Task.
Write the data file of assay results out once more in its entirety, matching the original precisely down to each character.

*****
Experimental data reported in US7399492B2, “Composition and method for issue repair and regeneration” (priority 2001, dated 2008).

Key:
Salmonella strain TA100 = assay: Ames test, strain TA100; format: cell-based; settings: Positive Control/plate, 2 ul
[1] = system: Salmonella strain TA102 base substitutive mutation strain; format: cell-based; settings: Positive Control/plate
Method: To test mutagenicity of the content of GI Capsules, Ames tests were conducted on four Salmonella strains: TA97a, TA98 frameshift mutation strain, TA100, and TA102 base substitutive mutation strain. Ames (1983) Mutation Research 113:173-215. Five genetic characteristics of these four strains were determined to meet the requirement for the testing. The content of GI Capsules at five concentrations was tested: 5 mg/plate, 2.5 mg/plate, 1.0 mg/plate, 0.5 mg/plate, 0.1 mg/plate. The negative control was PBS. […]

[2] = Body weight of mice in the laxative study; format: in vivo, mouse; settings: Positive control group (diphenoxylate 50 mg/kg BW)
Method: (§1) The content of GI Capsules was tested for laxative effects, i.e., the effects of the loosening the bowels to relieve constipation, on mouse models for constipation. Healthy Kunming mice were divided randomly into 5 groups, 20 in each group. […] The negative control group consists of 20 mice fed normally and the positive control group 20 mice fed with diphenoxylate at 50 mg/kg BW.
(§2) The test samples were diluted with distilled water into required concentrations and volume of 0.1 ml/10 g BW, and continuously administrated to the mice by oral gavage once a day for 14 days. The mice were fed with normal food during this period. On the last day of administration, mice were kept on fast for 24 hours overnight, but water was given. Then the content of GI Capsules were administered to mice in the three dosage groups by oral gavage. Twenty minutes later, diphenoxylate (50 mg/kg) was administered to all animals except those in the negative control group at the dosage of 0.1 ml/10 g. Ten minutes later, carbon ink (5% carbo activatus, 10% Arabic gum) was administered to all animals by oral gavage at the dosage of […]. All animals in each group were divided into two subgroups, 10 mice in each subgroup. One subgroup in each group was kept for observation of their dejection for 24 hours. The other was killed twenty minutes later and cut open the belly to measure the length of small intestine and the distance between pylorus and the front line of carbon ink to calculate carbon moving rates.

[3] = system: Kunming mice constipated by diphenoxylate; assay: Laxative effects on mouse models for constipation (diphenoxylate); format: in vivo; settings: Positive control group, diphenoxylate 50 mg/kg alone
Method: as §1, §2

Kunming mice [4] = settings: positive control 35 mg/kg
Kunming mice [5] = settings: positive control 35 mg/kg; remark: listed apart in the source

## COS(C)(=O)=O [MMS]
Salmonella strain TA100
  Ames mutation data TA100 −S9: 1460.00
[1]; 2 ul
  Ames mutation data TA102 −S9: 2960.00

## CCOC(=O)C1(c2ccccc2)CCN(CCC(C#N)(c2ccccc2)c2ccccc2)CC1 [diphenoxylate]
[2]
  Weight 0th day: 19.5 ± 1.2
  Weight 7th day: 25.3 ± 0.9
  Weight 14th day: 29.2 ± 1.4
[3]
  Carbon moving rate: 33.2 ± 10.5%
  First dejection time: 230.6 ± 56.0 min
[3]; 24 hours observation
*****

Experimental data reported in US7399492B2, “Composition and method for issue repair and regeneration” (priority 2001, dated 2008).

Key:
Salmonella strain TA100 = assay: Ames test, strain TA100; format: cell-based; settings: Positive Control/plate, 2 ul
[1] = system: Salmonella strain TA102 base substitutive mutation strain; format: cell-based; settings: Positive Control/plate
Method: To test mutagenicity of the content of GI Capsules, Ames tests were conducted on four Salmonella strains: TA97a, TA98 frameshift mutation strain, TA100, and TA102 base substitutive mutation strain. Ames (1983) Mutation Research 113:173-215. Five genetic characteristics of these four strains were determined to meet the requirement for the testing. The content of GI Capsules at five concentrations was tested: 5 mg/plate, 2.5 mg/plate, 1.0 mg/plate, 0.5 mg/plate, 0.1 mg/plate. The negative control was PBS. […]

[2] = Body weight of mice in the laxative study; format: in vivo, mouse; settings: Positive control group (diphenoxylate 50 mg/kg BW)
Method: (§1) The content of GI Capsules was tested for laxative effects, i.e., the effects of the loosening the bowels to relieve constipation, on mouse models for constipation. Healthy Kunming mice were divided randomly into 5 groups, 20 in each group. […] The negative control group consists of 20 mice fed normally and the positive control group 20 mice fed with diphenoxylate at 50 mg/kg BW.
(§2) The test samples were diluted with distilled water into required concentrations and volume of 0.1 ml/10 g BW, and continuously administrated to the mice by oral gavage once a day for 14 days. The mice were fed with normal food during this period. On the last day of administration, mice were kept on fast for 24 hours overnight, but water was given. Then the content of GI Capsules were administered to mice in the three dosage groups by oral gavage. Twenty minutes later, diphenoxylate (50 mg/kg) was administered to all animals except those in the negative control group at the dosage of 0.1 ml/10 g. Ten minutes later, carbon ink (5% carbo activatus, 10% Arabic gum) was administered to all animals by oral gavage at the dosage of […]. All animals in each group were divided into two subgroups, 10 mice in each subgroup. One subgroup in each group was kept for observation of their dejection for 24 hours. The other was killed twenty minutes later and cut open the belly to measure the length of small intestine and the distance between pylorus and the front line of carbon ink to calculate carbon moving rates.

[3] = system: Kunming mice constipated by diphenoxylate; assay: Laxative effects on mouse models for constipation (diphenoxylate); format: in vivo; settings: Positive control group, diphenoxylate 50 mg/kg alone
Method: as §1, §2

Kunming mice [4] = settings: positive control 35 mg/kg
Kunming mice [5] = settings: positive control 35 mg/kg; remark: listed apart in the source

## COS(C)(=O)=O [MMS]
Salmonella strain TA100
  Ames mutation data TA100 −S9: 1460.00
[1]; 2 ul
  Ames mutation data TA102 −S9: 2960.00

## CCOC(=O)C1(c2ccccc2)CCN(CCC(C#N)(c2ccccc2)c2ccccc2)CC1 [diphenoxylate]
[2]
  Weight 0th day: 19.5 ± 1.2
  Weight 7th day: 25.3 ± 0.9
  Weight 14th day: 29.2 ± 1.4
[3]
  Carbon moving rate: 33.2 ± 10.5%
  First dejection time: 230.6 ± 56.0 min
[3]; 24 hours observation